Shout Out

1 12 2008

Thanks to reader Robert Moore II of Cenantua’s Blog for the numerous contributions he has made to this site over the past few days, while most of us were in turkey induced comas.  As a result, I have fixed a couple of inaccuracies in my CSA and CSA Artillery orders of battle (I had conflicting info noted on the OOBs – I try to do that when I’m not sure).  Check out the comments to posts here, here, here, and here.  Now it’s a question of me getting all this other good stuff incorporated into the site.  Thanks Robert for this and all the other help you’ve provided.  This type of reader participation is what I had in mind when I started this blog.  No blogger is an island.

Lest you think I just take anyone’s “word” for stuff, I do check everything out as much as possible.  In the case of the Culpeper/Newtown artillery, Robert is uniquely qualified to render advice because he has authored books on four of the Confederate batteries (including Newtown) present at First Bull Run.  These books are part of the Virginia Regimental History Series (VRHS), aka the Howard Series (those thin, gray volumes you see at NPS bookstores).  I plan on collecting the volumes for those units present at Bull Run, but individually and new they are not cheap.  Anybody want to trade any for OR volumes?

In the course of the flurry of comment exchanges this weekend, I wrote something along the lines of the the following, but it must have gone MIA.  Tell me if this is something you’d like to see:

I plan to write regimental biographies, which will work as follows:

  • A master page with all regiments listed and linked (one page for USA and one for CSA);
    • A page for each regiment with links to the following three posts:
      • Companies and commanders, including other names the companies were known as, along with county of origin.  Also numbers and losses for 7/21/61;
      • A very brief summary of the regiment’s movements on 7/21/61;
      • A full biographical sketch based on sources like Dyer, The Union Army, and Crute.  This will be easier for USA units than CSA, I think.



3 responses

1 12 2008

Sie sind willkommen!

Hope I can contribute more as time permits! Nice to work with the company level stuff again. I always enjoy understanding the battles from the “bottom up,” as opposed from the “top down.”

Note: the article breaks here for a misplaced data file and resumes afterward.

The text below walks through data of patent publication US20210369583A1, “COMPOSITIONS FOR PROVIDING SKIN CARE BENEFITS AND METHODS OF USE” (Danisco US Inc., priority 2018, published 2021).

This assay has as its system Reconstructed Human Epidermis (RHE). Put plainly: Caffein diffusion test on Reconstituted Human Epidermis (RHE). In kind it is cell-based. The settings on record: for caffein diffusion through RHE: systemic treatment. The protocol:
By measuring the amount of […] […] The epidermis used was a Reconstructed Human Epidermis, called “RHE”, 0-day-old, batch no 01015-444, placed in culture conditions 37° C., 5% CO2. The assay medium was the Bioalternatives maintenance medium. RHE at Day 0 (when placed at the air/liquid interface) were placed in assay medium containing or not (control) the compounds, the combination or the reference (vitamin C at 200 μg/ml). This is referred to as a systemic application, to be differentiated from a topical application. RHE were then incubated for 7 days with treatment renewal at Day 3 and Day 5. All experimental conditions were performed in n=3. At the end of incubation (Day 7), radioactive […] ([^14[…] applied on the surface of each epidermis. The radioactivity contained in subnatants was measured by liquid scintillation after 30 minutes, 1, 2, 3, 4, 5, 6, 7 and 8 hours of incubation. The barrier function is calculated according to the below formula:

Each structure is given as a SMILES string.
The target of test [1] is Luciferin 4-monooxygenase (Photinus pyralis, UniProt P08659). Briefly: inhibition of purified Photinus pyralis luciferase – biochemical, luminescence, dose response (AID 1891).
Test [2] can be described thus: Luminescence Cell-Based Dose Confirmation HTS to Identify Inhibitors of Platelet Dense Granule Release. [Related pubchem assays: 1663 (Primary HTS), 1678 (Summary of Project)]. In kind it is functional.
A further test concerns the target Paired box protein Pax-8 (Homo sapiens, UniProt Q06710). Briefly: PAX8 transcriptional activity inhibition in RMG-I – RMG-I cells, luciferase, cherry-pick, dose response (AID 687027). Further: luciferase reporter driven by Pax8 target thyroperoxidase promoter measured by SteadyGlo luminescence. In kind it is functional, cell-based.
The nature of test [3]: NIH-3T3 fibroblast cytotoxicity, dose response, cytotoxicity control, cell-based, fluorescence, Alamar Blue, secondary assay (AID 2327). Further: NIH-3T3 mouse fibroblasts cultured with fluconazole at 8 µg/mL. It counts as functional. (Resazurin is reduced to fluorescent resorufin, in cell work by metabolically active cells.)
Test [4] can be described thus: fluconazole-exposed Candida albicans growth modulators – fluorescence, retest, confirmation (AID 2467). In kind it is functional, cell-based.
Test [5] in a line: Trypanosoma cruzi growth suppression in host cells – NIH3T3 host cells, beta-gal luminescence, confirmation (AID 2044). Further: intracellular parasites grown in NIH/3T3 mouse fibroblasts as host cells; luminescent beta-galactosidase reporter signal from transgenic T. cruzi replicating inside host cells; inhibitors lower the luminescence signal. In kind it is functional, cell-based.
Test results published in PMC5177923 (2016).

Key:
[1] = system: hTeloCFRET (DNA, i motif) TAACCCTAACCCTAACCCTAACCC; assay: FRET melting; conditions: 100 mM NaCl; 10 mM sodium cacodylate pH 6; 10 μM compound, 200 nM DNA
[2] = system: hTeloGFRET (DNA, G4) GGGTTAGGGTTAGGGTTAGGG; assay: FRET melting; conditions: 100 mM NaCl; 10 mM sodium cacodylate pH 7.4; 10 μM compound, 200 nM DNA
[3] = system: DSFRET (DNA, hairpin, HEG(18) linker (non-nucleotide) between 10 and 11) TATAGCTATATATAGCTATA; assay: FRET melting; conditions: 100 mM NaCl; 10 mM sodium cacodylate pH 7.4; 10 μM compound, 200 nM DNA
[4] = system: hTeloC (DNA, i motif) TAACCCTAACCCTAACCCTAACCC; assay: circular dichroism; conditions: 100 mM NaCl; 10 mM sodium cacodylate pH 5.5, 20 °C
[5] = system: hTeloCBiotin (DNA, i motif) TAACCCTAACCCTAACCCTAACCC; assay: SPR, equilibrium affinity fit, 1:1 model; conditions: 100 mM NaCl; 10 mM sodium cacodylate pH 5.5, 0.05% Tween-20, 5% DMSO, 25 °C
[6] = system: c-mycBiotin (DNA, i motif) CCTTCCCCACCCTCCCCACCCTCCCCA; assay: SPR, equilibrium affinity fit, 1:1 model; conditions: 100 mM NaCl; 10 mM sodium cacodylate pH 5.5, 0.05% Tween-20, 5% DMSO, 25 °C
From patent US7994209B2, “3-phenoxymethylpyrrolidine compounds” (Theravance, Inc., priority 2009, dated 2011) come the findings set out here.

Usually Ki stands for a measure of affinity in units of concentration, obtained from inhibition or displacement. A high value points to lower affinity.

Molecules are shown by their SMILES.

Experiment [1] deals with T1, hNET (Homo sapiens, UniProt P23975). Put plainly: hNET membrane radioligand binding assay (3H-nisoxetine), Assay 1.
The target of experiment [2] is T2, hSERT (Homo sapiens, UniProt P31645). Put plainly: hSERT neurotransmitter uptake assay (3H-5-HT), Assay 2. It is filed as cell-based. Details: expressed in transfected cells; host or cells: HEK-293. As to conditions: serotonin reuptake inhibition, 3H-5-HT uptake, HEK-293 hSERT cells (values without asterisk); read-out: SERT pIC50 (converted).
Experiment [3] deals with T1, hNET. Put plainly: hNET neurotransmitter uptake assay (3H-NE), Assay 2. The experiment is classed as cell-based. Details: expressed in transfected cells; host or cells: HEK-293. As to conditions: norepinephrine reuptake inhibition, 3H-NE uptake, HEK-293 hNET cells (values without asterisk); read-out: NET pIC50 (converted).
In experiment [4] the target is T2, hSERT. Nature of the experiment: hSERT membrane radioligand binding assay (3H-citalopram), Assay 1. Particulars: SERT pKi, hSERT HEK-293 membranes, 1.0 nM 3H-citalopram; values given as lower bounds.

– Robert


4 12 2008
Linda Mott

The chatter over the weekend about companies and militias being the building block of the armies early in the war….New York City and New York State also had companies and militia units often known by their original names rather than by their regiment numbers or company letters. One comes to mind the 2nd Scott’s Life Guard organized in New York City (38th NY.)
Related, information, …named militia units from New York State appear in an article I found recently in the New York Times archives. What caught my attention with this particular article is the information it contains about militias for the year 1861 which would include those that served during Bull Run 1. If I’m not mistaken one colonel mentioned with the 12th NYSM is Daniel Butterfield who would later in the Civil War become General Butterfield?
The report by New York State’s, Adj-Gen. Thomas Hillhouse, also addresses the peculiar status of militias that volunteered for the war. Questions arose as to how the state’s militia laws should apply in certain instances. Hillhouse uses an election dispute that arose within Co A of the 14th NYSM Regiment as one that set up a precedence in helping to develop criteria when dealing with militia issues. Interesting stuff, article details the early issues confronting New York when faced with raising a volunteer army for the federal cause and at the same time meeting the state’s defense needs with her volunteer militias.

State Military Affairs
Report of Adjutant-General Hillhouse published Jan. 16, 1862.


4 12 2008
Harry Smeltzer

Thanks Linda. The 12th NYSM and Butterfield were, I think, with Patterson in the Valley. Amann’s Volume II of Personell of the Civil War covers Northern companies – there are just as many, if not more, company names in the Northern volume as the Southern, and they were just as colorful.


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